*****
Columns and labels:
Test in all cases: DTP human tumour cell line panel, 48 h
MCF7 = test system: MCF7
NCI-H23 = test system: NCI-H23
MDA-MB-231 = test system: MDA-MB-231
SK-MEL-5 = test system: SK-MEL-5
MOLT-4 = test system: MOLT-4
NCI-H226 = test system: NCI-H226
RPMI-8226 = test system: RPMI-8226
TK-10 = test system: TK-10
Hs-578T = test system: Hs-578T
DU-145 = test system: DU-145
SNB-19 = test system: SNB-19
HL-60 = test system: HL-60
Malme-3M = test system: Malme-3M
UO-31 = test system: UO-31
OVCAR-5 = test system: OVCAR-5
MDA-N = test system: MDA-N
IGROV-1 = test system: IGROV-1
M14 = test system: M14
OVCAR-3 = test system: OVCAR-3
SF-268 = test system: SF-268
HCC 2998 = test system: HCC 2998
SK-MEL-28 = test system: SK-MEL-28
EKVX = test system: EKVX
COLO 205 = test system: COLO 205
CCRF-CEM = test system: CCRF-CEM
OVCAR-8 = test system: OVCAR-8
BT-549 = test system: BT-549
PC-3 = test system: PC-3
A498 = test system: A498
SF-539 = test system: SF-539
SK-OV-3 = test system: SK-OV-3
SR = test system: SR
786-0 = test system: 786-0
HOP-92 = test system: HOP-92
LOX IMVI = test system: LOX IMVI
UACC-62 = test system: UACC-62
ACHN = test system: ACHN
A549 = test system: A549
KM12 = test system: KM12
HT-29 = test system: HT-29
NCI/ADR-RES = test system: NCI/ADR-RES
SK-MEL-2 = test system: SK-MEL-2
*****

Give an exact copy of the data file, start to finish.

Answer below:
Columns and labels:
Test in all cases: DTP human tumour cell line panel, 48 h
MCF7 = test system: MCF7
NCI-H23 = test system: NCI-H23
MDA-MB-231 = test system: MDA-MB-231
SK-MEL-5 = test system: SK-MEL-5
MOLT-4 = test system: MOLT-4
NCI-H226 = test system: NCI-H226
RPMI-8226 = test system: RPMI-8226
TK-10 = test system: TK-10
Hs-578T = test system: Hs-578T
DU-145 = test system: DU-145
SNB-19 = test system: SNB-19
HL-60 = test system: HL-60
Malme-3M = test system: Malme-3M
UO-31 = test system: UO-31
OVCAR-5 = test system: OVCAR-5
MDA-N = test system: MDA-N
IGROV-1 = test system: IGROV-1
M14 = test system: M14
OVCAR-3 = test system: OVCAR-3
SF-268 = test system: SF-268
HCC 2998 = test system: HCC 2998
SK-MEL-28 = test system: SK-MEL-28
EKVX = test system: EKVX
COLO 205 = test system: COLO 205
CCRF-CEM = test system: CCRF-CEM
OVCAR-8 = test system: OVCAR-8
BT-549 = test system: BT-549
PC-3 = test system: PC-3
A498 = test system: A498
SF-539 = test system: SF-539
SK-OV-3 = test system: SK-OV-3
SR = test system: SR
786-0 = test system: 786-0
HOP-92 = test system: HOP-92
LOX IMVI = test system: LOX IMVI
UACC-62 = test system: UACC-62
ACHN = test system: ACHN
A549 = test system: A549
KM12 = test system: KM12
HT-29 = test system: HT-29
NCI/ADR-RES = test system: NCI/ADR-RES
SK-MEL-2 = test system: SK-MEL-2